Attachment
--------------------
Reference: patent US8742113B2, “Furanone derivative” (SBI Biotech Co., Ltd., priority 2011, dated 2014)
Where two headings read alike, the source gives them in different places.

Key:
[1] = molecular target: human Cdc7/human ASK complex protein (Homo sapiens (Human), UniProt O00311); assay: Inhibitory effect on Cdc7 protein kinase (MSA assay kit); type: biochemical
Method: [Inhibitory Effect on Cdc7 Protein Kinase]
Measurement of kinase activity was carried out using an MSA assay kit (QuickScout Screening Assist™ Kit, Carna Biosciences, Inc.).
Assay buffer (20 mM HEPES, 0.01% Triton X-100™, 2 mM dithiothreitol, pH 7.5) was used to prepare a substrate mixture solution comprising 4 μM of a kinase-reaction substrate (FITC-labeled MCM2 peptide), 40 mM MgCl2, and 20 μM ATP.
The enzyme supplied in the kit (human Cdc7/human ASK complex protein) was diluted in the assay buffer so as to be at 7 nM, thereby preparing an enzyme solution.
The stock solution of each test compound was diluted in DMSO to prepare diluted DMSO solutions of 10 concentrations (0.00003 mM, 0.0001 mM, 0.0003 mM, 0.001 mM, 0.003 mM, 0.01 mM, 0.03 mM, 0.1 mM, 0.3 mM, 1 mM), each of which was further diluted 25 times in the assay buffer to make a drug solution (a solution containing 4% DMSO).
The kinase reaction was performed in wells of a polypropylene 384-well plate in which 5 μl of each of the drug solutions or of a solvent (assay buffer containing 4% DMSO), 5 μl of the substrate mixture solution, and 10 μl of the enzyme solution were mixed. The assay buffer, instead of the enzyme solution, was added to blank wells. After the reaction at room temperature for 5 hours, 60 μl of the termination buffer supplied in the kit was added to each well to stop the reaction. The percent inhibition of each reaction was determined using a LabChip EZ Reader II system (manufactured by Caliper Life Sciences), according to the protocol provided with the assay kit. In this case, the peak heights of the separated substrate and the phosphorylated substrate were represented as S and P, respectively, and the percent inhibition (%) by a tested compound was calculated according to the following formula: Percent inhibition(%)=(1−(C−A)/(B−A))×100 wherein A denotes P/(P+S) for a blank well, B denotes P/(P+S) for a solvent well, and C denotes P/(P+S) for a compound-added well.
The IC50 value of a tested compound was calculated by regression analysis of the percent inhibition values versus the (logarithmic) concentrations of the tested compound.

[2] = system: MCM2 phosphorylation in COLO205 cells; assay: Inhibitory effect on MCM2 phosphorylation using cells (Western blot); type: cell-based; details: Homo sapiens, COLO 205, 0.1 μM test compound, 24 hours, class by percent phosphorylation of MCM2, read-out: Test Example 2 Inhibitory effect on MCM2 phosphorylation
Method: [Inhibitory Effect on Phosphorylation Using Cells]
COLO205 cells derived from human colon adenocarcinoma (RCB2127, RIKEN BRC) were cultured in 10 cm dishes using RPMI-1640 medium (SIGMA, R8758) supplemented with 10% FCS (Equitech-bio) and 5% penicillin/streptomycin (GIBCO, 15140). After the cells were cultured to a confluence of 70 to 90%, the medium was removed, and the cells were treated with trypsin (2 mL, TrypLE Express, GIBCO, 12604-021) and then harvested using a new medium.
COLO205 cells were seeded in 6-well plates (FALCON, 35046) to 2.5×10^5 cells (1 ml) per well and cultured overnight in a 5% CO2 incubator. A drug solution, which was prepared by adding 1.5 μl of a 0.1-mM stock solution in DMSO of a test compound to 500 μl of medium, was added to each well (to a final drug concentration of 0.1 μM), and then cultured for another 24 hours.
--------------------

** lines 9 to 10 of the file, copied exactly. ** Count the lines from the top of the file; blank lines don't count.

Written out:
The stock solution of each test compound was diluted in DMSO to prepare diluted DMSO solutions of 10 concentrations (0.00003 mM, 0.0001 mM, 0.0003 mM, 0.001 mM, 0.003 mM, 0.01 mM, 0.03 mM, 0.1 mM, 0.3 mM, 1 mM), each of which was further diluted 25 times in the assay buffer to make a drug solution (a solution containing 4% DMSO).
The kinase reaction was performed in wells of a polypropylene 384-well plate in which 5 μl of each of the drug solutions or of a solvent (assay buffer containing 4% DMSO), 5 μl of the substrate mixture solution, and 10 μl of the enzyme solution were mixed. The assay buffer, instead of the enzyme solution, was added to blank wells. After the reaction at room temperature for 5 hours, 60 μl of the termination buffer supplied in the kit was added to each well to stop the reaction. The percent inhibition of each reaction was determined using a LabChip EZ Reader II system (manufactured by Caliper Life Sciences), according to the protocol provided with the assay kit. In this case, the peak heights of the separated substrate and the phosphorylated substrate were represented as S and P, respectively, and the percent inhibition (%) by a tested compound was calculated according to the following formula: Percent inhibition(%)=(1−(C−A)/(B−A))×100 wherein A denotes P/(P+S) for a blank well, B denotes P/(P+S) for a solvent well, and C denotes P/(P+S) for a compound-added well.